The sales lady was a friendly girl who happened to speak English quite well. She said we could order our tea in the bookshop, advice we most readily followed.

Fun thing was that a friend of mine happened to mention a new book she had recently purchased. She told me it was really interesting and I told myself to look out for

a second hand copy myself. And lo and behold, in the second hand section of the Globe, neatly displayed for me to grab a hold off I found the copy of Ask and it is given. The name says it all, n’est-ce pas?

Yet another brand of Earl Grey tea






After a very nice intermezzo at the Globe we continued our wandering in the city.

A perfect façade, however even in Prague modern life has found its way into the well preserved architectural beauty: the hardrock café is situated in this building…

This idyllic shop we encountered and I was enraptured by the simplicity of the enamel signpost. Besides it featured the picture of my all time favourite dog: a teckel..

And on our way to the Kafka museum we totally unexpectedly tumbled upon yet another English Bookshop called Shakespeare.

Oh reader, such a delight, the Shakespeare is a shop in which you easily think yourself to have been transported directly to Britain itself.

It’s an English language book readers paradise. Please look at the pics below and marvel at the sheer splendour of nooks and cranny’s of this shop. Easy chairs galore and books, books and books..

In the shop window an English version of ‘Die Verwandlung’, the Change, by Kafka. Gloomy story I read in highschool and which I never forgot for the sheer pessimism and loneliness portrayed in this story. I remember I wondered at the person who had written this book. Where would one get such horrid fantasies from. The Kafka museum we were to visit later was going to answer that question. But I am ahead of myself. Please take a look at the Shakespeare and enjoy!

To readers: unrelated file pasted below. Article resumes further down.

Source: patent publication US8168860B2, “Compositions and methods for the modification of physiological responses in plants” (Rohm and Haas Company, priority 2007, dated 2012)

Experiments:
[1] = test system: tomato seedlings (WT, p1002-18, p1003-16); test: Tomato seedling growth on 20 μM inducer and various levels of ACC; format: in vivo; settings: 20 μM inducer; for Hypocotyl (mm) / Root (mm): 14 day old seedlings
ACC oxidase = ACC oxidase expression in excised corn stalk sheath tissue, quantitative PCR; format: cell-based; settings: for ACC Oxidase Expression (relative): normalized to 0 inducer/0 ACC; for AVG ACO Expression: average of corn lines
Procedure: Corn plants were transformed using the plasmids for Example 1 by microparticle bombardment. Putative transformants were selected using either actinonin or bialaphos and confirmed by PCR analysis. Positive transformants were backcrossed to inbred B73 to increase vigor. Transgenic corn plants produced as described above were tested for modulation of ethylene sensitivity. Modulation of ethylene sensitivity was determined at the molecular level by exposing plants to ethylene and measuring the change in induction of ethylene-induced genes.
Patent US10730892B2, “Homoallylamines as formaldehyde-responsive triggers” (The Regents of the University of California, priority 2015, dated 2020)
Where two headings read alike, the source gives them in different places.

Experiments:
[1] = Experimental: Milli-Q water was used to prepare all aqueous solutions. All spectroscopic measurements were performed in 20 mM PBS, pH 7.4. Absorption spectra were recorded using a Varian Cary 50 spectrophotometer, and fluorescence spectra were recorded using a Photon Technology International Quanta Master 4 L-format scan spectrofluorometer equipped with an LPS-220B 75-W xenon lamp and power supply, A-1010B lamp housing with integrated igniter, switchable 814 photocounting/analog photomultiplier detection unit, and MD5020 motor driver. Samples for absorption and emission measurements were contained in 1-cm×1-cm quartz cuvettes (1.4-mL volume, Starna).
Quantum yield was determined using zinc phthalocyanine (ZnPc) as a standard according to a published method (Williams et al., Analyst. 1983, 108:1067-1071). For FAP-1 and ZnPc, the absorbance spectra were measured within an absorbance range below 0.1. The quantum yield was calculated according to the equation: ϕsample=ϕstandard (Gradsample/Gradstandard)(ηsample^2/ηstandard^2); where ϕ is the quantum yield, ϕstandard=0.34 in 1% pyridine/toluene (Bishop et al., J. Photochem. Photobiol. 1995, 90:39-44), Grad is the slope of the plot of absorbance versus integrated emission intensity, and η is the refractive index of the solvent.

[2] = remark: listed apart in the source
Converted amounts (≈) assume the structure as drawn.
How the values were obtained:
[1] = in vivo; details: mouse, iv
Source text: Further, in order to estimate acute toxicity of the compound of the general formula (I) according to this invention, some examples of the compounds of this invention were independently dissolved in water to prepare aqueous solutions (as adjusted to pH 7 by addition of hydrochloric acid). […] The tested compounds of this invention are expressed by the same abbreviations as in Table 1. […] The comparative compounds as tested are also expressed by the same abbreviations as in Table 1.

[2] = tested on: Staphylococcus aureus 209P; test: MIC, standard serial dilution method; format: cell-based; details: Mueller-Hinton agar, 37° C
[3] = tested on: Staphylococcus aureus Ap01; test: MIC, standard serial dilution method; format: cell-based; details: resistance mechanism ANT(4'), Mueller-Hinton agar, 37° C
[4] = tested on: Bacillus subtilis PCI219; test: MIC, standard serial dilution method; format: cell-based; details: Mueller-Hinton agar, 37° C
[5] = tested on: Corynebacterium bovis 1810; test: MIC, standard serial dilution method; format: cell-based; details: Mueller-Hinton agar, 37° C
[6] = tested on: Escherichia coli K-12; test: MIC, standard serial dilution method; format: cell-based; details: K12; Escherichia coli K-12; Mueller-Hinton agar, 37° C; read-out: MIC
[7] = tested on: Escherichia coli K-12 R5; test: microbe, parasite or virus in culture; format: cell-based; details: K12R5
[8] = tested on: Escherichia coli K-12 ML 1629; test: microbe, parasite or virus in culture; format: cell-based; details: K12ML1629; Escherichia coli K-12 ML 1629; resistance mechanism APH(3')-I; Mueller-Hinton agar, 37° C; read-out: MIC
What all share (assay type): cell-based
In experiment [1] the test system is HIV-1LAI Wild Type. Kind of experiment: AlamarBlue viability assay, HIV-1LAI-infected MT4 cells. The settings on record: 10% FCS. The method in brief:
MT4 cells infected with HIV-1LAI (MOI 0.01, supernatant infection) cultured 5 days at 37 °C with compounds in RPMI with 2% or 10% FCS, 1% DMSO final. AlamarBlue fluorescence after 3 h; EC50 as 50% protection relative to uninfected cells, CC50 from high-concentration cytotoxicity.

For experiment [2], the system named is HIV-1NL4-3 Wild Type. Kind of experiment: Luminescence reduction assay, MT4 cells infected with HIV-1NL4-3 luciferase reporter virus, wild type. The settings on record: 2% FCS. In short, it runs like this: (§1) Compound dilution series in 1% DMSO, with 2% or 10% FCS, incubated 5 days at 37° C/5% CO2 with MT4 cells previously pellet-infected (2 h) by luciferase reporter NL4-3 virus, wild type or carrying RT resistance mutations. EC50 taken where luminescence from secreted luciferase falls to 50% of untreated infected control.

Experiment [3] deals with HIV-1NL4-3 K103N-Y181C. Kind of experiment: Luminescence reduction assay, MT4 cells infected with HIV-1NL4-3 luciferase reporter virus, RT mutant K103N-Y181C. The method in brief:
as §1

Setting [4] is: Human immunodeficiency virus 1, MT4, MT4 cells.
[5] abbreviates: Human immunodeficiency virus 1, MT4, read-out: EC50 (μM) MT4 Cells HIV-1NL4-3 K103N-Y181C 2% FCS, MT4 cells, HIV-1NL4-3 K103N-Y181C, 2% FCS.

The bookshop was a delight. Easy to spend hours and hours leafing through books on all kinds of topics, art, biographies, novels, you name it, this bookshop had it. I even found a new book with work of my all time favourite artist (cartoonist for the New Yorker and all) Sempé. Unfortunately the books were rather pricey so we came away out of this shop empty handed, but I must admit this was due to the fact that the sales person was chatting with another customer and was so lengthy that we gave up and left. Of course we had no clue what the conversation was about, but we did not want to wait any longer. Ah those impatient people from Western Europe..

Praha i.e. Prague

Never really seriously considered going to Prague (Praha). Of course I’d heard about it. Actually heard real promising things. That it was supposed to be really beautiful. Anyway, I got invited to go to this city in the Czech Republic and went. The weekend of 11th of february to be precise. We flew in from Amsterdam on an evening flight thus arriving in Praque by night. A taxi was waiting for us at the airport. Good job too as it was freezing. LIterally I mean, it was minus fifteen. The taxi ride through a seemingly deserted city was promising as well. Since it was snowing vigourously, the taxi could not speed and the city looked rather fairy tale like, what with the snow, the friendly street lanterns and the beautiful buildings. The mere sight of this gave me a hunch saying this weekend was going to be a real treat.